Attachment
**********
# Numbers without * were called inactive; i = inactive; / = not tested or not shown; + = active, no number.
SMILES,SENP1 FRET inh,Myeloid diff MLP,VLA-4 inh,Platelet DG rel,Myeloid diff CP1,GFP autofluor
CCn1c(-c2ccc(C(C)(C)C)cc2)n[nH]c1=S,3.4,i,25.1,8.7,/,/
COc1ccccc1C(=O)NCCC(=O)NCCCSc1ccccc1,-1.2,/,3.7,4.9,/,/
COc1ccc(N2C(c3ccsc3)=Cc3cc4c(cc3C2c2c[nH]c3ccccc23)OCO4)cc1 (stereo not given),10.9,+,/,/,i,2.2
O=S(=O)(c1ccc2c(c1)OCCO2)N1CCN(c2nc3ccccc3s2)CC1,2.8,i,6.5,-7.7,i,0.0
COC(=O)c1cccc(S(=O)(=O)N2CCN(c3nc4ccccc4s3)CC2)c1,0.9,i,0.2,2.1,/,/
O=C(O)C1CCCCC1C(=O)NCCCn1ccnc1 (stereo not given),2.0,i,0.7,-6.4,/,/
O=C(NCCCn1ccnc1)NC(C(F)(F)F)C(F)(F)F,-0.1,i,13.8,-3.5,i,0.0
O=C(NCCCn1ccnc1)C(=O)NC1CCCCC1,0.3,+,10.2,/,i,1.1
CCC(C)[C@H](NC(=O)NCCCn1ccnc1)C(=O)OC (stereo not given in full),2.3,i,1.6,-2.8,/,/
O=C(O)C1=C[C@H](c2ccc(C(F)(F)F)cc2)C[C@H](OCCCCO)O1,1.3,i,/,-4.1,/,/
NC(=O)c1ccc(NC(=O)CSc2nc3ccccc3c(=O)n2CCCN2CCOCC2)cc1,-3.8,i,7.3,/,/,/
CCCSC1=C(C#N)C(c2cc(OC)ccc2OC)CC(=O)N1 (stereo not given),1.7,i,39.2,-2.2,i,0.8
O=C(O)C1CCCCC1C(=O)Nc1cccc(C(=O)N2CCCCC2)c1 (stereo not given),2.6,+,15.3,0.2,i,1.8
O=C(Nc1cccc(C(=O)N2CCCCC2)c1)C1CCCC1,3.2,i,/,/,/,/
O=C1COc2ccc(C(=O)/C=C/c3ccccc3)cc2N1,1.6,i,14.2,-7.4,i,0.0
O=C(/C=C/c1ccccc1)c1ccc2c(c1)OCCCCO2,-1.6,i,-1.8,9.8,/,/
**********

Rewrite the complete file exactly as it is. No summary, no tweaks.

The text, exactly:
# Numbers without * were called inactive; i = inactive; / = not tested or not shown; + = active, no number.
SMILES,SENP1 FRET inh,Myeloid diff MLP,VLA-4 inh,Platelet DG rel,Myeloid diff CP1,GFP autofluor
CCn1c(-c2ccc(C(C)(C)C)cc2)n[nH]c1=S,3.4,i,25.1,8.7,/,/
COc1ccccc1C(=O)NCCC(=O)NCCCSc1ccccc1,-1.2,/,3.7,4.9,/,/
COc1ccc(N2C(c3ccsc3)=Cc3cc4c(cc3C2c2c[nH]c3ccccc23)OCO4)cc1 (stereo not given),10.9,+,/,/,i,2.2
O=S(=O)(c1ccc2c(c1)OCCO2)N1CCN(c2nc3ccccc3s2)CC1,2.8,i,6.5,-7.7,i,0.0
COC(=O)c1cccc(S(=O)(=O)N2CCN(c3nc4ccccc4s3)CC2)c1,0.9,i,0.2,2.1,/,/
O=C(O)C1CCCCC1C(=O)NCCCn1ccnc1 (stereo not given),2.0,i,0.7,-6.4,/,/
O=C(NCCCn1ccnc1)NC(C(F)(F)F)C(F)(F)F,-0.1,i,13.8,-3.5,i,0.0
O=C(NCCCn1ccnc1)C(=O)NC1CCCCC1,0.3,+,10.2,/,i,1.1
CCC(C)[C@H](NC(=O)NCCCn1ccnc1)C(=O)OC (stereo not given in full),2.3,i,1.6,-2.8,/,/
O=C(O)C1=C[C@H](c2ccc(C(F)(F)F)cc2)C[C@H](OCCCCO)O1,1.3,i,/,-4.1,/,/
NC(=O)c1ccc(NC(=O)CSc2nc3ccccc3c(=O)n2CCCN2CCOCC2)cc1,-3.8,i,7.3,/,/,/
CCCSC1=C(C#N)C(c2cc(OC)ccc2OC)CC(=O)N1 (stereo not given),1.7,i,39.2,-2.2,i,0.8
O=C(O)C1CCCCC1C(=O)Nc1cccc(C(=O)N2CCCCC2)c1 (stereo not given),2.6,+,15.3,0.2,i,1.8
O=C(Nc1cccc(C(=O)N2CCCCC2)c1)C1CCCC1,3.2,i,/,/,/,/
O=C1COc2ccc(C(=O)/C=C/c3ccccc3)cc2N1,1.6,i,14.2,-7.4,i,0.0
O=C(/C=C/c1ccccc1)c1ccc2c(c1)OCCCCO2,-1.6,i,-1.8,9.8,/,/